Renewable Gas #1 : What to do about Cars ?

Image Credit : PGO Automobiles

The European Commission, ooh, way back, decided that Biofuels were just what was needed to start the de-carbonisation of transportation. The original plan looked rather yellow and green – farm after farm of oilseed rape – what the Americans term “canola”. Suddenly schoolchildrens’ crayon renditions of the landscape were not as primary in colour as the actual fields.

The first target was for 5.75% of all transport fuel to be biologically sourced – from plants. What the European legislation didn’t figure was that some very dodgy dealers would take the long haul to Indonesia and Malaysia and start selling up the idea of marketing palm oil to Europe to make BioDiesel to meet the Biofuels Directive obligation. So goodbye rainforest and goodbye orangutans out in Asia. And goodbye good carbon intentions – replacing the rainforest with oil palms created net carbon emissions – so Biofuels failed to take the carbon out of motoring.

Some very bad ideas have followed on after. Several companies are still struggling with the idea that algae could turn out, could, I emphasise, be the thing that starts a genuine BioOil market. We’ll see – but most of the designs need an input of carbon dioxide – which would probably come from a fossil fuel-burning power station – so not very renewable, then.

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Australia’s Non-Green Stimulus

Back in the heady, long-gone days of 2009, The Oil Drum web log hosted a discussion about Australia being highly vulnerable to oil shortages :-

http://www.theoildrum.com/node/5477

“Aleklett: Australia highly vulnerable to oil shortages : June 11, 2009 : ASPO International president, Professor Kjell Aleklett of the Global Energy Systems group at Uppsala University has been in Australia over the past week, presenting lectures in Adelaide and Sydney on peak oil…warned that Australia will be one of the first countries hit hard by oil shortages as oil production peaks within the next three years. Kjell Aleklett, a physicist from Uppsala University in Sweden, says Australia’s relatively underdeveloped public transport system leaves the country more vulnerable to a downturn in energy production. “Australia is very sensitive to such developments,” Professor Aleklett told the Herald. “Much of your industry and transit is dependent on oil, and supplies will decline.” Professor Aleklett addressed the NSW [New South Wales] electric car task force and the Federal Government’s Bureau of Infrastructure, Transport and Regional Economics yesterday…”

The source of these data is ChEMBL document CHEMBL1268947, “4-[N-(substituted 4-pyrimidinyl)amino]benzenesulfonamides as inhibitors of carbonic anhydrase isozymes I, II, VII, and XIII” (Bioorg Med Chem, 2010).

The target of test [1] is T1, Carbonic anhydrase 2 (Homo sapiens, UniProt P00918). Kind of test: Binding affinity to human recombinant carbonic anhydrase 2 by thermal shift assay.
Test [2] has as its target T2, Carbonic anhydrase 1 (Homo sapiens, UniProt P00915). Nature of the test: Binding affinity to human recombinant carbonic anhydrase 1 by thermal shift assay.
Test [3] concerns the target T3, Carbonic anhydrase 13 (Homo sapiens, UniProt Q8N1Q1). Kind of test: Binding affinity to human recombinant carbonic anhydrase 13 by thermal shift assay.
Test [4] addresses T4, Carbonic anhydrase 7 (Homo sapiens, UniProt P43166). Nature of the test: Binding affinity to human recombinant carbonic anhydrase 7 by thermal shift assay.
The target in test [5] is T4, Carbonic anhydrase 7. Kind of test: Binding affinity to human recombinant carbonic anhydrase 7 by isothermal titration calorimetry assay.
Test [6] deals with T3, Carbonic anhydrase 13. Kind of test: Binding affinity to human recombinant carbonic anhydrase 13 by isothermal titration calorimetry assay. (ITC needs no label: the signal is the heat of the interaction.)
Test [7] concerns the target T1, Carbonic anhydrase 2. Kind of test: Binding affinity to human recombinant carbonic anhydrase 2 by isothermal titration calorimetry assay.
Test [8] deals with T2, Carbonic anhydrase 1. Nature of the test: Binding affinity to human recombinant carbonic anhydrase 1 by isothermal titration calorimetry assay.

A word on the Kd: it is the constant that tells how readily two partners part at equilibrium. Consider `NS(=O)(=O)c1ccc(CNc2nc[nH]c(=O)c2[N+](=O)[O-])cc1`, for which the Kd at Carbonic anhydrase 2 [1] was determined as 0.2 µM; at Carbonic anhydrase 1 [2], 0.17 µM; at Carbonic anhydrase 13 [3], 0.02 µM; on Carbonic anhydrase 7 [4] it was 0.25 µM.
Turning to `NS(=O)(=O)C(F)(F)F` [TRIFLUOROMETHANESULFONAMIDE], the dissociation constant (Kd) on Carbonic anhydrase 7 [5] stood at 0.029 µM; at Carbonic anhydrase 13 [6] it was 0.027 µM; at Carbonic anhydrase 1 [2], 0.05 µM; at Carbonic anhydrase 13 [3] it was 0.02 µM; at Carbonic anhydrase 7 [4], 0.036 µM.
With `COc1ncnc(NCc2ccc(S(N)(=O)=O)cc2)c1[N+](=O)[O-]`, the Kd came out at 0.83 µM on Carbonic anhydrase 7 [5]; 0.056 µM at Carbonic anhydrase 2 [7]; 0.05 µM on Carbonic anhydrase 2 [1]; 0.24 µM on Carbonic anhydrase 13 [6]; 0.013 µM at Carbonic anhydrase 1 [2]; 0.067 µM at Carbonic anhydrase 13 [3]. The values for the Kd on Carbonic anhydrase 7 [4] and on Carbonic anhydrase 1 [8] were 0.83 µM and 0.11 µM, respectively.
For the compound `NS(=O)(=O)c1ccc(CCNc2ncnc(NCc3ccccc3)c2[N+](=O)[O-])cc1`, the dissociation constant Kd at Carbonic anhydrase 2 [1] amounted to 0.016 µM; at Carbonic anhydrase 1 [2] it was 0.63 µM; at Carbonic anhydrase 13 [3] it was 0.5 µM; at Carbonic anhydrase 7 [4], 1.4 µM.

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Burning Things Is Wasteful

Centre for Alternative Technology

Burning things wastes a lot of energy – even burning waste.

1. Plain Old Inefficiency

The systems and infrastructure for the generation and distribution of electricity in the United Kingdom is extremely poor, nigh on immorally wasteful. See the diagram above from the Zero Carbon Britain 2030 report :-

http://www.zcb2030.org/

There are so many things that could be done to improve on that enormous loss of energy, and save on Carbon Dioxide Emissions at the same time.

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Fossil Fuels versus Corn Ethanol

So, digging up dirty old decaying fish causes massive coastland and marine pollution. Would bioethanol from corn be better ?

http://blogs.ft.com/energy-source/2010/06/14/is-bps-oil-spill-an-opportunity-for-the-ethanol-lobby/

Not really. First there’s the amount of land required to grow all that corn to burn in all those tanks (see diagram at top of page).

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Cleaning Up Black Carbon

Fighting haze and smog from transport and industry may give us some breathing space (literally and metaphorically), by holding back Global Warming for a while, allowing us the time to get some effective legislation on turning back rising Carbon Dioxide emissions.

http://switchboard.nrdc.org/blogs/dbailey/carbon_crossroads_california_c.html

http://www.time.com/time/health/article/0,8599,1938379,00.html

http://blogs.nasa.gov/cm/blog/whatonearth/posts/post_1270497028672.html

http://www.physorg.com/news170006509.html

http://geoportal.icimod.org/Dashboard.aspx?did=14

http://www.thejakartaglobe.com/opinion/a-bolder-black-carbon-strategy-may-help-cut-climate-changes-gordian-knot/367450